As a child, Brian was one of twins with his sister, Elizabeth, born to a family who were no longer quite wealthy enough... Too poor to associate with his aristocratic peers, too proud to seek the company of the lower classes, he was a lonely child. As he grew, the loneliness grew within him. Gifted with a grasp of the scientific and rational, he immersed himself in the study of physics. A cold and exact science. There was little room in his life for the warmth of friendship or the ambiguities of love. He satisfied his needs with shallow relationships that left his private inner self untouched. He was pursuing one of these relationships the night his parents died.
Fascinating, is it not? the man muses. How death and destiny conspired to drive him further into the lonely alienated void within himself. One would almost think that it had all been planned. His daughter shoots him a glare. Yes, one would, she agrees pointedly, before remarking that the skeleton is completed. Her father commends her before pointing out another interesting episode in the scrying pool.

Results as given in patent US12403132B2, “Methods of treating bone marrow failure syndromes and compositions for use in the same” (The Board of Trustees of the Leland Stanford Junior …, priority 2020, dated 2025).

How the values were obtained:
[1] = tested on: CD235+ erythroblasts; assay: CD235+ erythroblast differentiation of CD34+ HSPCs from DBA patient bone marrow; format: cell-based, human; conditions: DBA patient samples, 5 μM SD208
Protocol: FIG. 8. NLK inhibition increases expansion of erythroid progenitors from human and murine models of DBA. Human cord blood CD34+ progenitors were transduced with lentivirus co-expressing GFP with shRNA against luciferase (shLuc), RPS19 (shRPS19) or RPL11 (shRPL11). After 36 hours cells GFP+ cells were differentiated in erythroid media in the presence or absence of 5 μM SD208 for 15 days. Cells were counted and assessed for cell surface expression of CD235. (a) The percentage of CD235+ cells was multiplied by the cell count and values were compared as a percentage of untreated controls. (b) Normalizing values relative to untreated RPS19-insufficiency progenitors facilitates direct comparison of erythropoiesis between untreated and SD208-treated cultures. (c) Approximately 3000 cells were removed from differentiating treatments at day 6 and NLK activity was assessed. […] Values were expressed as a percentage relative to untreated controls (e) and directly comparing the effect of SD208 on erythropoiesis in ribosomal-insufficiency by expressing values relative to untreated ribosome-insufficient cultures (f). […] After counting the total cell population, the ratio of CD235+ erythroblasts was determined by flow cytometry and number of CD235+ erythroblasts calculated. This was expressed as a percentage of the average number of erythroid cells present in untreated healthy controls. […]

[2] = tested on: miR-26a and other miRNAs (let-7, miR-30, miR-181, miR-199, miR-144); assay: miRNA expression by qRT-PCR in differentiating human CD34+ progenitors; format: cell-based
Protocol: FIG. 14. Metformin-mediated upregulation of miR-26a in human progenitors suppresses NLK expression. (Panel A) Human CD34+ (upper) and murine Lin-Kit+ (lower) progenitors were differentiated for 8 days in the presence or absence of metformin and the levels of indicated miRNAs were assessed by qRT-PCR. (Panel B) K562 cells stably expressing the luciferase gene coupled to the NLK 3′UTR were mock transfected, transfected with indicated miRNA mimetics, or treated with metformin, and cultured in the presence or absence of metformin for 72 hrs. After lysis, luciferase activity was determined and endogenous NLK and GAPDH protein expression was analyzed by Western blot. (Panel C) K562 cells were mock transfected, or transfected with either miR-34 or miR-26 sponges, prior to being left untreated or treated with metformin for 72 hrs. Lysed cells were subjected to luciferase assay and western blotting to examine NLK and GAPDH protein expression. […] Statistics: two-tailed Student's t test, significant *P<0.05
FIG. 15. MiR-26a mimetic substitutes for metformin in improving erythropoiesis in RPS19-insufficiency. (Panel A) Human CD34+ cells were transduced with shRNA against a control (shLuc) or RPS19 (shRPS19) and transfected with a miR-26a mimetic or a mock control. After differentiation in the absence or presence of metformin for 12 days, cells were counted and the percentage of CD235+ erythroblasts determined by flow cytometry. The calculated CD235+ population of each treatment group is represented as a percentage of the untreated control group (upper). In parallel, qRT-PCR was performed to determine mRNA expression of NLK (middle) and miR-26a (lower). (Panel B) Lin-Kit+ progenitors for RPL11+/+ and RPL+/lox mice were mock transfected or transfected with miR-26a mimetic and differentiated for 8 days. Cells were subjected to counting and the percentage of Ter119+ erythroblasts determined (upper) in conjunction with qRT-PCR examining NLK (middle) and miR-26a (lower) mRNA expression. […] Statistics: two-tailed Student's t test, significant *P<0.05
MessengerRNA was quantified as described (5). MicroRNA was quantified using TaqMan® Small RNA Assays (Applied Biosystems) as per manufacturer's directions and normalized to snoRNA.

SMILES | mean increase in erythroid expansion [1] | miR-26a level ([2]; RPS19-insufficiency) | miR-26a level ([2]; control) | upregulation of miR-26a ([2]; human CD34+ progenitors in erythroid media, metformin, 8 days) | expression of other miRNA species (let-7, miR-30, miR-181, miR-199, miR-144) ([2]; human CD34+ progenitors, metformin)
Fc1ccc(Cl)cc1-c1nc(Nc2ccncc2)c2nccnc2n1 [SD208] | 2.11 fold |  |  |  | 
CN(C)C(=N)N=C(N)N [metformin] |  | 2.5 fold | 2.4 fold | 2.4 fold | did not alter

(narration / scrying pool)
Shortly after his parents' death, Brian had used his holidays from Thames University to work at the Darkmoor Research station, a job that dulled the pain inside him. But destiny was not finished with him. One cold night, the complex was attacked by a man called Joshua Stragg, known as the Reaver. Perhaps Stragg was the agent of a higher power, who can say? It was certainly the threat he posed that sent Braddock fleeing out into the October darkness. Otherwise, he might not have stumbled across the group of standing stones at the heart of Darkmoor. He might not have seen the vision of Merlyn and the Lady of the Northern Skies. He might not have been urged by them to take up that mystic amulet that was to change his very existence.
He might have remained human, the young woman seriously remarks. Does her father ever think about that? About what his life might have been had it not been interfered with? He could have been happy. Does that not concern him?
No, her father replies curtly. He was needed and one human's happiness matters little compared to the fate of worlds. Has she completed the DNA structure? Yes, she stammers, as she focuses on a DNA helix on a small energy globe. It was difficult, as Captain Britain apparently was genetically altered during his stay on that parallel world. The bonding irregularities are different. Her father orders her to proceed as planned while he returns to the pool.